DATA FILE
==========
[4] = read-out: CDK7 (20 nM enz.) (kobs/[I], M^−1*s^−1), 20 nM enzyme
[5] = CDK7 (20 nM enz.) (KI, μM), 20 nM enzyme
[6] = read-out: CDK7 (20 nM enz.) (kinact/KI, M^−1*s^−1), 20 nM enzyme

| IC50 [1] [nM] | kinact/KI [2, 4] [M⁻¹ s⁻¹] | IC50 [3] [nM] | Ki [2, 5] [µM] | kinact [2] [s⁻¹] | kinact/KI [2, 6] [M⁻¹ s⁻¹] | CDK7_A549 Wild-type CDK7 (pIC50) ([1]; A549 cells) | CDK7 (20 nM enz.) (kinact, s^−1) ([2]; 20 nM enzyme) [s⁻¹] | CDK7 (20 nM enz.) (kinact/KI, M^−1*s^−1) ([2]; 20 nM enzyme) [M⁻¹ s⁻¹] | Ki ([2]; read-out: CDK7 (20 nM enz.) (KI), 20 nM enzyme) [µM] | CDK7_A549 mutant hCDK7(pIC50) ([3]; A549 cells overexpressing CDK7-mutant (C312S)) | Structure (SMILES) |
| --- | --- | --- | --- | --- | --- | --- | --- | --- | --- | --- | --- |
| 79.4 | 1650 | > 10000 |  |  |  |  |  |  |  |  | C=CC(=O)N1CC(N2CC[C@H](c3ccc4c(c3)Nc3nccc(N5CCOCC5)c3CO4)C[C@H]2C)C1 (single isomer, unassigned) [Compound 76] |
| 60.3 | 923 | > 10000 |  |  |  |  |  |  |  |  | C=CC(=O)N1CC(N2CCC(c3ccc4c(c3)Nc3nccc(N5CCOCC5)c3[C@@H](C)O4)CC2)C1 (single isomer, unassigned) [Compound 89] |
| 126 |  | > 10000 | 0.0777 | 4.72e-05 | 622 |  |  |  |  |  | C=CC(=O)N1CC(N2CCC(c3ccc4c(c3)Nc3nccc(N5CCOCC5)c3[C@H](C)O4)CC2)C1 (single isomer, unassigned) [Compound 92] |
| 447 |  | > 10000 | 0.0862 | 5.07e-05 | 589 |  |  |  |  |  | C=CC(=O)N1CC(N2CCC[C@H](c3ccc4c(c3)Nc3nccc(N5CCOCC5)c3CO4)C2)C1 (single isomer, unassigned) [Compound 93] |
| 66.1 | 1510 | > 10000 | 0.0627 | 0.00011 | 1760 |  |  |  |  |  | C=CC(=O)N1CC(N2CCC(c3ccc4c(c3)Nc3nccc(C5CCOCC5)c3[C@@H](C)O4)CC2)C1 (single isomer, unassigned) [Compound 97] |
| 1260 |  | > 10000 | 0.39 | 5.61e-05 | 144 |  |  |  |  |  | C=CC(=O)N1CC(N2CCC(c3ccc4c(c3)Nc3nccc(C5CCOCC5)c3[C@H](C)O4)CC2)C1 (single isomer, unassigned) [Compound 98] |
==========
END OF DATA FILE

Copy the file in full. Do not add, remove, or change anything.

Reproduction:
[4] = read-out: CDK7 (20 nM enz.) (kobs/[I], M^−1*s^−1), 20 nM enzyme
[5] = CDK7 (20 nM enz.) (KI, μM), 20 nM enzyme
[6] = read-out: CDK7 (20 nM enz.) (kinact/KI, M^−1*s^−1), 20 nM enzyme

| IC50 [1] [nM] | kinact/KI [2, 4] [M⁻¹ s⁻¹] | IC50 [3] [nM] | Ki [2, 5] [µM] | kinact [2] [s⁻¹] | kinact/KI [2, 6] [M⁻¹ s⁻¹] | CDK7_A549 Wild-type CDK7 (pIC50) ([1]; A549 cells) | CDK7 (20 nM enz.) (kinact, s^−1) ([2]; 20 nM enzyme) [s⁻¹] | CDK7 (20 nM enz.) (kinact/KI, M^−1*s^−1) ([2]; 20 nM enzyme) [M⁻¹ s⁻¹] | Ki ([2]; read-out: CDK7 (20 nM enz.) (KI), 20 nM enzyme) [µM] | CDK7_A549 mutant hCDK7(pIC50) ([3]; A549 cells overexpressing CDK7-mutant (C312S)) | Structure (SMILES) |
| --- | --- | --- | --- | --- | --- | --- | --- | --- | --- | --- | --- |
| 79.4 | 1650 | > 10000 |  |  |  |  |  |  |  |  | C=CC(=O)N1CC(N2CC[C@H](c3ccc4c(c3)Nc3nccc(N5CCOCC5)c3CO4)C[C@H]2C)C1 (single isomer, unassigned) [Compound 76] |
| 60.3 | 923 | > 10000 |  |  |  |  |  |  |  |  | C=CC(=O)N1CC(N2CCC(c3ccc4c(c3)Nc3nccc(N5CCOCC5)c3[C@@H](C)O4)CC2)C1 (single isomer, unassigned) [Compound 89] |
| 126 |  | > 10000 | 0.0777 | 4.72e-05 | 622 |  |  |  |  |  | C=CC(=O)N1CC(N2CCC(c3ccc4c(c3)Nc3nccc(N5CCOCC5)c3[C@H](C)O4)CC2)C1 (single isomer, unassigned) [Compound 92] |
| 447 |  | > 10000 | 0.0862 | 5.07e-05 | 589 |  |  |  |  |  | C=CC(=O)N1CC(N2CCC[C@H](c3ccc4c(c3)Nc3nccc(N5CCOCC5)c3CO4)C2)C1 (single isomer, unassigned) [Compound 93] |
| 66.1 | 1510 | > 10000 | 0.0627 | 0.00011 | 1760 |  |  |  |  |  | C=CC(=O)N1CC(N2CCC(c3ccc4c(c3)Nc3nccc(C5CCOCC5)c3[C@@H](C)O4)CC2)C1 (single isomer, unassigned) [Compound 97] |
| 1260 |  | > 10000 | 0.39 | 5.61e-05 | 144 |  |  |  |  |  | C=CC(=O)N1CC(N2CCC(c3ccc4c(c3)Nc3nccc(C5CCOCC5)c3[C@H](C)O4)CC2)C1 (single isomer, unassigned) [Compound 98] |